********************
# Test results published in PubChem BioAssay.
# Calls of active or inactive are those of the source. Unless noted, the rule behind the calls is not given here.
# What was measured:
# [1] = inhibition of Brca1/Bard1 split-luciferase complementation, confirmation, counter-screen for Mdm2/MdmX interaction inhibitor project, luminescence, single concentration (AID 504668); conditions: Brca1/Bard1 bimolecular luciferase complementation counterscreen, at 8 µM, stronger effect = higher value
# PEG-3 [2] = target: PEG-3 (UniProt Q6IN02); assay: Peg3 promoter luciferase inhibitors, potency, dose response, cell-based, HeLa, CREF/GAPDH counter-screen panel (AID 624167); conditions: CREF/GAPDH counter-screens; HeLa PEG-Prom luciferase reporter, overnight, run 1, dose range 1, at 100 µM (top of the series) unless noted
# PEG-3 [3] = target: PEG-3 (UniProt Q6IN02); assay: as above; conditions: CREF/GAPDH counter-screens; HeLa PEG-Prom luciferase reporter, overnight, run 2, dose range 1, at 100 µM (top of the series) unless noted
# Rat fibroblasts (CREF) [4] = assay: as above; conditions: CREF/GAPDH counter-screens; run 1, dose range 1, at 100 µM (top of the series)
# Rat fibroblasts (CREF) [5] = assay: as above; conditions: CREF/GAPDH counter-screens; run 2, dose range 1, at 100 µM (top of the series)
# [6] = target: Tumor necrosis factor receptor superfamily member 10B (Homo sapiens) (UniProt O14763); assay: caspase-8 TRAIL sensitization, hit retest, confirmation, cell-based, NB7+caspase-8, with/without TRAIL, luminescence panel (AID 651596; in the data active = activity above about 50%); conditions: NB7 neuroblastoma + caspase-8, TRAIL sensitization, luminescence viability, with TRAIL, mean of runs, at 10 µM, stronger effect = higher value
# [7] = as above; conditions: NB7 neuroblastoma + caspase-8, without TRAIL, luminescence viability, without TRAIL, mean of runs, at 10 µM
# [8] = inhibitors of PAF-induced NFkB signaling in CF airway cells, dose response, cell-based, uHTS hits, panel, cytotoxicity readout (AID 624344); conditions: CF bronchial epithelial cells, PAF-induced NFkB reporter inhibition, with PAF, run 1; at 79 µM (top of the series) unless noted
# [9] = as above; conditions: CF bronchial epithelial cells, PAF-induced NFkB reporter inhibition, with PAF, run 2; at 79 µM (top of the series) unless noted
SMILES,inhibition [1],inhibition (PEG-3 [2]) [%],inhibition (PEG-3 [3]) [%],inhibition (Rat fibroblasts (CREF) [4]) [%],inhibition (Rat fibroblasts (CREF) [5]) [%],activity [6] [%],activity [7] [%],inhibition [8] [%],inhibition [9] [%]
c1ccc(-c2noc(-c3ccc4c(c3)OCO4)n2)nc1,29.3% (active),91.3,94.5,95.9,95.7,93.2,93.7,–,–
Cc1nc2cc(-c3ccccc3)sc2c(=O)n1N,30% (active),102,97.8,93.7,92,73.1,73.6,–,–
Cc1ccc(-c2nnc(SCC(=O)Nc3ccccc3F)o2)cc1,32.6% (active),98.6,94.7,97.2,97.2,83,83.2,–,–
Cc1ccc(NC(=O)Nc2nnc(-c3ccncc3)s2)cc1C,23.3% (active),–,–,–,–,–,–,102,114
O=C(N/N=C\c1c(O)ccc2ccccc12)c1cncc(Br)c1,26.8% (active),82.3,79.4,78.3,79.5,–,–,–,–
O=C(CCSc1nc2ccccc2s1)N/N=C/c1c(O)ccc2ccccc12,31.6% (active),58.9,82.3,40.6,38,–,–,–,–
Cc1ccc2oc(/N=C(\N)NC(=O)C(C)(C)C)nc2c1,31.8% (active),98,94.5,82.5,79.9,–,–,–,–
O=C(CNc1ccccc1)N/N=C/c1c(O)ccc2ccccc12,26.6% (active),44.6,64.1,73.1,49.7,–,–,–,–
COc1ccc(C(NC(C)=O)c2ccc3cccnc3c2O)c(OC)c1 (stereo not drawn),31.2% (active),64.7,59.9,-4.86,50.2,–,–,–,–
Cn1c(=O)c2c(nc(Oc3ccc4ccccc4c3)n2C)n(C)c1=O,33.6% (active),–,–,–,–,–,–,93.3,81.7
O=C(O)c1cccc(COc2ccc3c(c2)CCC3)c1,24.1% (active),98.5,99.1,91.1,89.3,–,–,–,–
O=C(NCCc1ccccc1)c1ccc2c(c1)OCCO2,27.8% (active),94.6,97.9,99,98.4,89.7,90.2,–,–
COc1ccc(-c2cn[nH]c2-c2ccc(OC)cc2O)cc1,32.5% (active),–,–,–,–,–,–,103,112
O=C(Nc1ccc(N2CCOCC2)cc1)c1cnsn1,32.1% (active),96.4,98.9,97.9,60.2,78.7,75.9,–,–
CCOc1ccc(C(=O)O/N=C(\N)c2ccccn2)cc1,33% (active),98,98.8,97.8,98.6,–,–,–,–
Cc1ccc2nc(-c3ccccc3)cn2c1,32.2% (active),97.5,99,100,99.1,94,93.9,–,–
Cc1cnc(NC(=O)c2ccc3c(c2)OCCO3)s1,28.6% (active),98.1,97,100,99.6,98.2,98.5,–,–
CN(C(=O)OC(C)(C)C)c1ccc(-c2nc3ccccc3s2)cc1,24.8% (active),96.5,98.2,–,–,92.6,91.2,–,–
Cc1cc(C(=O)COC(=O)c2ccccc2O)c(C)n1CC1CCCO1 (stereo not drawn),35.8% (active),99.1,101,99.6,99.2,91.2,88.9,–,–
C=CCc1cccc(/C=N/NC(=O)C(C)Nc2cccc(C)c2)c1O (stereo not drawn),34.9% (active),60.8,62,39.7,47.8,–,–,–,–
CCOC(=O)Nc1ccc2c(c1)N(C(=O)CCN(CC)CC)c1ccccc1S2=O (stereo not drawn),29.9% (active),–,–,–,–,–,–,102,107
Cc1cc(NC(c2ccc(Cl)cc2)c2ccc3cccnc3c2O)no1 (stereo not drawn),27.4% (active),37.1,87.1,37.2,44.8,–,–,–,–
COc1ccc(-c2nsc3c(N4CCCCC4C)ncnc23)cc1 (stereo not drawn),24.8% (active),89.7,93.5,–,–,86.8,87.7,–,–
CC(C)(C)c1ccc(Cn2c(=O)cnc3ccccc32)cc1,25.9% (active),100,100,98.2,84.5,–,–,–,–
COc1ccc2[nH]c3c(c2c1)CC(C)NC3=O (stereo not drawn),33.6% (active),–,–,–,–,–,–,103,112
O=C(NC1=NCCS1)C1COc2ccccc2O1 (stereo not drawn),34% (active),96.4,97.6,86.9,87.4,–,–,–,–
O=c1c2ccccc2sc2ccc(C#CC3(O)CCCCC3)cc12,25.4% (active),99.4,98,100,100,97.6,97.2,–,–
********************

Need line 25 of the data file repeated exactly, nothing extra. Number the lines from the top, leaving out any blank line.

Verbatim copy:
O=C(NCCc1ccccc1)c1ccc2c(c1)OCCO2,27.8% (active),94.6,97.9,99,98.4,89.7,90.2,–,–